Forget Cash. Here are Better Ways to Motivate Employees

In today’s tight job market, employers must focus on how to attract and keep top talent. Giving away stacks of money may not always be the best incentive.

Josh Bersin

Much research shows that pay is a “hygiene factor,” not an “engagement factor.” In other words, in most cases if compensation is not high enough, people will leave—but increasing compensation does not directly increase engagement (with certain exceptions).

What Really Motivates Us

What really motivates us? Humans have pondered this question for decades. Is it money, power, and fame? Or rather fear and punishment? Psychologists’ answers have varied, along with a broad transformation in prevailing views. Developed by Richard Ryan and Edward Deci nearly four decades ago, self-determination theory (SDT) has become one of the most widely accepted theories of human motivation in contemporary behavioral science.

Take 5: How to Motivate Employees

Research sheds light on which employee incentives work best.

Susanna Gallani

These findings echo one of the main concerns associated with monetary rewards that sometimes fail to accomplish their goals. Academics refer to this phenomenon as the crowding-out effect of explicit incentives on intrinsic motivation. In other words, associating an economic value with a certain activity changes the nature of the exchange. If health care workers sanitize their hands because it is in the best interest … [ Read more ]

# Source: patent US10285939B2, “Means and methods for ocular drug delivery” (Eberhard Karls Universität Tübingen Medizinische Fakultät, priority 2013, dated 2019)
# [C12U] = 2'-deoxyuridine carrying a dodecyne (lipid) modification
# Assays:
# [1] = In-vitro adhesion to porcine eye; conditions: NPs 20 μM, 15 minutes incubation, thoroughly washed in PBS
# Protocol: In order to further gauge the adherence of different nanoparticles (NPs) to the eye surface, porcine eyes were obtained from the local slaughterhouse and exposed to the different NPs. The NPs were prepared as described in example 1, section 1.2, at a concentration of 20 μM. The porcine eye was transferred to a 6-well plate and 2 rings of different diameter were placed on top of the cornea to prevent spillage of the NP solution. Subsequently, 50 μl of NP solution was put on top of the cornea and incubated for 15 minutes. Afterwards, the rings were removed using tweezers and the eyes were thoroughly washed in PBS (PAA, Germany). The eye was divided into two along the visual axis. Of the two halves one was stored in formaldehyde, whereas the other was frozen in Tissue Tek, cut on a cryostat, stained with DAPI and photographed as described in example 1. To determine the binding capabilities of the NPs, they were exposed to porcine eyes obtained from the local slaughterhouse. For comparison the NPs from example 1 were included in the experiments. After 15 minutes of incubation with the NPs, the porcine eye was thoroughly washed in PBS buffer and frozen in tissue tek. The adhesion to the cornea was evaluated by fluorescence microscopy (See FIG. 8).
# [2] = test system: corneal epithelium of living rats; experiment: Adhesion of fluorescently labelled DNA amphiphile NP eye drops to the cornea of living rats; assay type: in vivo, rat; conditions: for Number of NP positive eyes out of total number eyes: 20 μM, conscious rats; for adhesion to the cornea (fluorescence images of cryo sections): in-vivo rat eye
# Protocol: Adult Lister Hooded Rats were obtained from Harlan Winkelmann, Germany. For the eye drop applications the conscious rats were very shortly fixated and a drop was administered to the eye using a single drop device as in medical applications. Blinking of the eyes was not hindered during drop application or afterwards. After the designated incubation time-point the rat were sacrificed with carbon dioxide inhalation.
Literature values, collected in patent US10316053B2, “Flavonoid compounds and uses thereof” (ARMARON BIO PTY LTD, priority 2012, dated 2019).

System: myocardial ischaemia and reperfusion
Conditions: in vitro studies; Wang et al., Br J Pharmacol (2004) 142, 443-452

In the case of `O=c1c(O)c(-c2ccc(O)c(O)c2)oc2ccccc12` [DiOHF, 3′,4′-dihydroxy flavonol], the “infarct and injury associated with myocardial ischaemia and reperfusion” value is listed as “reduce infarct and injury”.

Richard Ryan

Unfortunately, so often when people try to motivate others they take responsibility rather than helping the person find responsibility themselves.

Don Faul

Most startups don’t spend nearly enough time recognizing people. Most people need to know their managers and org leaders see their hard work and value it. They’re hungry for this type of acknowledgment. When you tell a story about them, you kick their motivation into hyperdrive, and you make them a model for the rest of the team to follow their lead.

Don Faul

I firmly believe that leaders at companies need to be in service to their people. They need to ensure they have everything they need to succeed. One of the most critical needs they have is a complete picture of why they should show up and pour their heart into their work every day. It’s not a nice to have, it’s a basic need.

Don Faul

… people attach emotion to individuals. They love rooting for people. They love experiencing the world through others’ eyes. The more you can tell stories about actual people that connect to the broader purpose, the more your audience will feel and not simply hear what you are trying to tell them.

Julie Zhuo

Teams that fall in love with a problem have more successful outcomes than teams that fall in love with particular solutions. This is because knowing that a problem is worth solving continues to be motivating even when a team doesn’t come across the right solution on the first, second, or Nth try.

Jeffrey Pfeffer